Please Note: Our knowledge about best practices for COVID19 is changing all the time as new information becomes available. Please refer to our most recent update for the most up to date information.
Not surprisingly we have had a number of questions regarding coronavirus (the official name for this is now COVID-19). It’s natural to be concerned, and there has been a lot of confusion, so this will hopefully clear some of that up. The objective here is to provide practical information on how to properly protect
yourself, and what is helpful for this, and what is not. There is a lot of worldwide alarm, and while rational attention to this is appropriate, panic is not. The information I am providing is largely based on a just completed study of the spread and impacts of the condition among ~45000 cases from China.
How dangerous is it?
While all age groups can be affected, the vast majority of serious cases are people over the age of 50. Among young (under age 50) healthy people, the mortality rate is similar to the flu. For age 50-60 the risk is somewhat higher. After this the risk rises a fair bit. However, the vast majority of people still recover, even in the highest risk groups, even among those who end up admitted to hospital.
In all age groups, severe cases are also much more common for those with other health conditions, in particular heart disease, diabetes, and chronic respiratory conditions (in that order).
What are the symptoms?
Mild cases show no symptoms at all. When symptoms are present, they most commonly are a fever, dry cough, and shortness of breath. Other symptoms such as runny nose and sore throat can occur but are very rare, and their presence suggests a different illness.
Will there be a lot of this in Canada?
There have been about 2 dozen cases so far in Canada. The vast majority of cases remain in China. In the past 2 weeks there have been significant outbreaks in South Korea, Italy, Thailand, Iran, and Israel. Numerous additional cases have now shown up in the USA, and isolated cases in many other countries. While the spread of the virus may yet be stopped, I will not be surprised if we start seeing more cases here in the coming weeks. While other countries are starting to be affected, lost in all the confusion is that the number of new cases in China has actually started to drop.
What should I do?
Standard infection precautions are important, and recommended at this time of year anyways regarding influenza. The virus is mainly contagious within about 6 feet of an affected individual, mostly while they are coughing. It can also linger on surfaces such as doorhandles, armrests, tables, and counters. It is not yet clear for how long it remains on surfaces.
What are the infection precautions to follow? Washing hands, especially before you eat. This sounds so simple, but is in fact highly effective. We are talking about a good scrub here, which should take about 15-20 seconds of
scrubbing, being sure to get between fingers etc. Also, try to avoid touching your own face. We all do this, a lot. Try to cut down on it.
Do not wear a mask all the time. Masks should be worn if you are sick to prevent spreading it to others.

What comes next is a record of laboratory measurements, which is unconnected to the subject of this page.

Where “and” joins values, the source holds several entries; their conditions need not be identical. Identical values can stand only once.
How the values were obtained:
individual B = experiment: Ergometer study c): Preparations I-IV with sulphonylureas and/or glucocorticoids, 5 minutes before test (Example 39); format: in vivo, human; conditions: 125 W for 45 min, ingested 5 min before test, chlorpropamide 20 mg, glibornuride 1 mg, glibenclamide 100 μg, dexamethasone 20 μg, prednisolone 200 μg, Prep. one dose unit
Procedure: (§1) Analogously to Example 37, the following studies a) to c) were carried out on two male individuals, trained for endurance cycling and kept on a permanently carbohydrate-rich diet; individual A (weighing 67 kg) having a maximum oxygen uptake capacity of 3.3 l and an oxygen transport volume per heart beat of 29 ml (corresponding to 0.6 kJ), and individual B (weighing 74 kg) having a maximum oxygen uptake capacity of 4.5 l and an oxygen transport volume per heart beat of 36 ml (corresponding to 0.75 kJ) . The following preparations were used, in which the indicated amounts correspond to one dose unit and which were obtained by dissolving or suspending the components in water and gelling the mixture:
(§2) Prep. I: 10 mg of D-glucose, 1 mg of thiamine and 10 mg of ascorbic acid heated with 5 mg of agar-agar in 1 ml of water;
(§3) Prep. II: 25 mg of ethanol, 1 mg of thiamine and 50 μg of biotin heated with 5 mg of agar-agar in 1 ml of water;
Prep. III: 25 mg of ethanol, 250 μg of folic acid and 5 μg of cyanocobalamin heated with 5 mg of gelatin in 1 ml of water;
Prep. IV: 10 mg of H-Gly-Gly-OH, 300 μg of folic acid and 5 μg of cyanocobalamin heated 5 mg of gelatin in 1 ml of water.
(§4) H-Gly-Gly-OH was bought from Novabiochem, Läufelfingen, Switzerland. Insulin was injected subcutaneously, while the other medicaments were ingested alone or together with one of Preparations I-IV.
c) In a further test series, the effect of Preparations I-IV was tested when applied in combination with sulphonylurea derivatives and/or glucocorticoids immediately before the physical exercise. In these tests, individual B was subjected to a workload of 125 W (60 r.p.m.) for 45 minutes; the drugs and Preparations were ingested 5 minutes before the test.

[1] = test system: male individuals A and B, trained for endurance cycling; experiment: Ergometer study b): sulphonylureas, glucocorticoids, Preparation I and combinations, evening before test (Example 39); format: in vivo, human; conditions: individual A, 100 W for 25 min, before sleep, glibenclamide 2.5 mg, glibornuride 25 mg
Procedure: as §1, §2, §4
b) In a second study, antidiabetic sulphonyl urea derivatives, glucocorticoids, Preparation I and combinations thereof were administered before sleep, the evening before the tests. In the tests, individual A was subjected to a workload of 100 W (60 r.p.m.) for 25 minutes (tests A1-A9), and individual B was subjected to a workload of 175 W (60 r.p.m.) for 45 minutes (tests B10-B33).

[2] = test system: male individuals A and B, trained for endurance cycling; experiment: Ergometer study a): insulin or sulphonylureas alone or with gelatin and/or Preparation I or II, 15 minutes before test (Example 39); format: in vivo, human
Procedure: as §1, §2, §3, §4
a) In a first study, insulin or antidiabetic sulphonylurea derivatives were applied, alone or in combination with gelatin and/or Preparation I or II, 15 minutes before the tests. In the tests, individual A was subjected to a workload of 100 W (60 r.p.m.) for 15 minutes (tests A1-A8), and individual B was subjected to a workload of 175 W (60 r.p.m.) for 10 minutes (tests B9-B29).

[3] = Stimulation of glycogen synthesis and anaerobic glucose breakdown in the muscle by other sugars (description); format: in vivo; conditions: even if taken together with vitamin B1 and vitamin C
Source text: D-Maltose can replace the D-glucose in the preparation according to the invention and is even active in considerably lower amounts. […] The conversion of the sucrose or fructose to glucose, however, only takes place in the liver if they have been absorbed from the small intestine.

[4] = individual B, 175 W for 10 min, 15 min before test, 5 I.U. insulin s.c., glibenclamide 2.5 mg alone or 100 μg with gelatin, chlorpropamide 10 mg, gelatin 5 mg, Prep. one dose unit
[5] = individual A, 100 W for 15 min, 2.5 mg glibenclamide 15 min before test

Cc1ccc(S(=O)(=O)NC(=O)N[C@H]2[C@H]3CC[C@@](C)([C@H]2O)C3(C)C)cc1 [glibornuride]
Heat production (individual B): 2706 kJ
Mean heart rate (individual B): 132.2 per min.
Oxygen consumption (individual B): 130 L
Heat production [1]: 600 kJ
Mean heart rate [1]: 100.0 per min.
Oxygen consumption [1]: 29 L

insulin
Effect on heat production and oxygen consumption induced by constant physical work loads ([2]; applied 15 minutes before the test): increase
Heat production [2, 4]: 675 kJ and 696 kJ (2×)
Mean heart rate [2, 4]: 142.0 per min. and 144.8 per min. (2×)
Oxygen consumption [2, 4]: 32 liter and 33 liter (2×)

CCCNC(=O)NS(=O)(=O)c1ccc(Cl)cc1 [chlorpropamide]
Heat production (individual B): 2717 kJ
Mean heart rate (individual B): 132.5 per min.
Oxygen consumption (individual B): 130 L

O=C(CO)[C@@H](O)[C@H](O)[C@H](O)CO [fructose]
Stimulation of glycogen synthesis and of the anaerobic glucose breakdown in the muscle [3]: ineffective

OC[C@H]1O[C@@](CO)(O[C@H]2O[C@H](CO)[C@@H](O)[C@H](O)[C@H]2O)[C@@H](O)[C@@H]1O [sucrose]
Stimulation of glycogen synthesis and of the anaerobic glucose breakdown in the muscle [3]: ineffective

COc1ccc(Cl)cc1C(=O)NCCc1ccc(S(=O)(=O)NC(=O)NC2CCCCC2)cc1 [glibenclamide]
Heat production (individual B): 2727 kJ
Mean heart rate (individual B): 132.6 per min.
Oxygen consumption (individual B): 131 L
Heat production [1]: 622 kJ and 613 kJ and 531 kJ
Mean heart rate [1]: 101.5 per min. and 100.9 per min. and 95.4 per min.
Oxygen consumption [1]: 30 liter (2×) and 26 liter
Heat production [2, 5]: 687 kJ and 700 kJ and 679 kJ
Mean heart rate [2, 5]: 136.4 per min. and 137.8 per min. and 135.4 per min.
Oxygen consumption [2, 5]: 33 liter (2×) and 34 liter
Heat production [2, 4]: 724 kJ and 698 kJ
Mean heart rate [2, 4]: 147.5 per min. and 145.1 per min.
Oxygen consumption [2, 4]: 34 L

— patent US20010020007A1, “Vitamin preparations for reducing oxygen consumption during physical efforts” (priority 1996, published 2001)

What is the office doing to deal with this?
Several behind-the-scenes changes have been made to prepare for an outbreak here, and seeing affected patients in our office.
For your part, it is important that anyone who is sick, especially if you have fever, cough, or shortness of breath, inform us on the phone. We may decide to do an initial video consult in some cases. We need to know ahead of time so we can minimize your exposure time to others. If we will be seeing you in the office for a respiratory illness, please try to call us 1-2 minutes before your arrival as we may have specific instructions for you.
There is hand sanitizer at the front door and everyone, and I mean everyone, should be using this on arrival, and departure.
We do have the ability to test for the virus, but please allow us to make the medical decision about whether the test should be done.
Will there be any treatment for it?
Right now treatment is ‘supportive’. This mainly means providing oxygen to those who need it, which can help a lot. Some people need more advanced respiratory support. Vaccines take months to make, but numerous groups are aggressively pursuing this. There is also extensive evaluation being done with anti-viral medications to assess effectiveness. An anti-malaria drug may have some benefit, but is not recommended for use yet. It will probably be 1-2 months before any medication recommendation becomes available.
This isn’t the first scary bug the world has had to deal with. There has been far worse in the past. Just like every other time, the best way for us to overcome this is by using our heads.
Please contact the office if you have any questions!
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North Shore Medical Group
As a collective of physicians NSMG has taken it upon themselves to help our patients and our community stay informed with the latest pressing information ranging from important office updates to the latest information on the coronavirus pandemic.